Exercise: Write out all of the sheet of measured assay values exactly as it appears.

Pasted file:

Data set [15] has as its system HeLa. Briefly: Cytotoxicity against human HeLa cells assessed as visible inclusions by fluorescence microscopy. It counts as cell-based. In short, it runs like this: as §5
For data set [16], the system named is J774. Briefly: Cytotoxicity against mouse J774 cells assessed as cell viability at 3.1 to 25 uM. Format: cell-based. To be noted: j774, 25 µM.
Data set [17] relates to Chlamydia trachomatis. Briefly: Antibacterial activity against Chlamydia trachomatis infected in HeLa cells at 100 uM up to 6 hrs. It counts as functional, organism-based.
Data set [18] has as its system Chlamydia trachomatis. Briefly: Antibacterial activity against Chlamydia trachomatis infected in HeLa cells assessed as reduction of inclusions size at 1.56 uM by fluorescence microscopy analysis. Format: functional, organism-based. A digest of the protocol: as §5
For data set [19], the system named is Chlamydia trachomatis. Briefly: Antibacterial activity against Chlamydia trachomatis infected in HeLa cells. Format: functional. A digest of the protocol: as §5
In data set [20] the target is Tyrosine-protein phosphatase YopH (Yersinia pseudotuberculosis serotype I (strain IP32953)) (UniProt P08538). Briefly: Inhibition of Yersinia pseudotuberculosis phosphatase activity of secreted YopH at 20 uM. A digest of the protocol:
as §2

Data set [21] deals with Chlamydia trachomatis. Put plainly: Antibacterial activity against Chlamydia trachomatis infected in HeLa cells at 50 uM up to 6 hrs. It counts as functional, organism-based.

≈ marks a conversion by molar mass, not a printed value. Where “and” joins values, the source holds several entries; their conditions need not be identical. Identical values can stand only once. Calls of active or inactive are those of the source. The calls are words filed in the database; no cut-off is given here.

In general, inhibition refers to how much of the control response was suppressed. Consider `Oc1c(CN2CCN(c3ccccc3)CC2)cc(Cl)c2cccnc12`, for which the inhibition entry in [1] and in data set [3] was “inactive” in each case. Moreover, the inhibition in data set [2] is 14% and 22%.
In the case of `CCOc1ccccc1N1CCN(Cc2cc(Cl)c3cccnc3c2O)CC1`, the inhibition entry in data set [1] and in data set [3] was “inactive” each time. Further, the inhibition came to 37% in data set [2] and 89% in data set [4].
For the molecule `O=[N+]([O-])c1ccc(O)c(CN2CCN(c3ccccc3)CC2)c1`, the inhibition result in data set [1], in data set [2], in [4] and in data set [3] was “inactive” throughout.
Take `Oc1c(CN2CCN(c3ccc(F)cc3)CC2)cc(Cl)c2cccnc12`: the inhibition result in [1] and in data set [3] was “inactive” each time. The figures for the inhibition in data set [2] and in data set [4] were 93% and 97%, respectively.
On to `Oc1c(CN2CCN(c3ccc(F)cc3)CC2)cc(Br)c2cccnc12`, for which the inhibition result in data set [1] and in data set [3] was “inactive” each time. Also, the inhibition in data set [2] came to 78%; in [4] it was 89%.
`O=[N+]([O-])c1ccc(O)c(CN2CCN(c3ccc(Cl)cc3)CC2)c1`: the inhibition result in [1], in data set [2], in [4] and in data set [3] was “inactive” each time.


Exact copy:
Data set [15] has as its system HeLa. Briefly: Cytotoxicity against human HeLa cells assessed as visible inclusions by fluorescence microscopy. It counts as cell-based. In short, it runs like this: as §5
For data set [16], the system named is J774. Briefly: Cytotoxicity against mouse J774 cells assessed as cell viability at 3.1 to 25 uM. Format: cell-based. To be noted: j774, 25 µM.
Data set [17] relates to Chlamydia trachomatis. Briefly: Antibacterial activity against Chlamydia trachomatis infected in HeLa cells at 100 uM up to 6 hrs. It counts as functional, organism-based.
Data set [18] has as its system Chlamydia trachomatis. Briefly: Antibacterial activity against Chlamydia trachomatis infected in HeLa cells assessed as reduction of inclusions size at 1.56 uM by fluorescence microscopy analysis. Format: functional, organism-based. A digest of the protocol: as §5
For data set [19], the system named is Chlamydia trachomatis. Briefly: Antibacterial activity against Chlamydia trachomatis infected in HeLa cells. Format: functional. A digest of the protocol: as §5
In data set [20] the target is Tyrosine-protein phosphatase YopH (Yersinia pseudotuberculosis serotype I (strain IP32953)) (UniProt P08538). Briefly: Inhibition of Yersinia pseudotuberculosis phosphatase activity of secreted YopH at 20 uM. A digest of the protocol:
as §2

Data set [21] deals with Chlamydia trachomatis. Put plainly: Antibacterial activity against Chlamydia trachomatis infected in HeLa cells at 50 uM up to 6 hrs. It counts as functional, organism-based.

≈ marks a conversion by molar mass, not a printed value. Where “and” joins values, the source holds several entries; their conditions need not be identical. Identical values can stand only once. Calls of active or inactive are those of the source. The calls are words filed in the database; no cut-off is given here.

In general, inhibition refers to how much of the control response was suppressed. Consider `Oc1c(CN2CCN(c3ccccc3)CC2)cc(Cl)c2cccnc12`, for which the inhibition entry in [1] and in data set [3] was “inactive” in each case. Moreover, the inhibition in data set [2] is 14% and 22%.
In the case of `CCOc1ccccc1N1CCN(Cc2cc(Cl)c3cccnc3c2O)CC1`, the inhibition entry in data set [1] and in data set [3] was “inactive” each time. Further, the inhibition came to 37% in data set [2] and 89% in data set [4].
For the molecule `O=[N+]([O-])c1ccc(O)c(CN2CCN(c3ccccc3)CC2)c1`, the inhibition result in data set [1], in data set [2], in [4] and in data set [3] was “inactive” throughout.
Take `Oc1c(CN2CCN(c3ccc(F)cc3)CC2)cc(Cl)c2cccnc12`: the inhibition result in [1] and in data set [3] was “inactive” each time. The figures for the inhibition in data set [2] and in data set [4] were 93% and 97%, respectively.
On to `Oc1c(CN2CCN(c3ccc(F)cc3)CC2)cc(Br)c2cccnc12`, for which the inhibition result in data set [1] and in data set [3] was “inactive” each time. Also, the inhibition in data set [2] came to 78%; in [4] it was 89%.
`O=[N+]([O-])c1ccc(O)c(CN2CCN(c3ccc(Cl)cc3)CC2)c1`: the inhibition result in [1], in data set [2], in [4] and in data set [3] was “inactive” each time.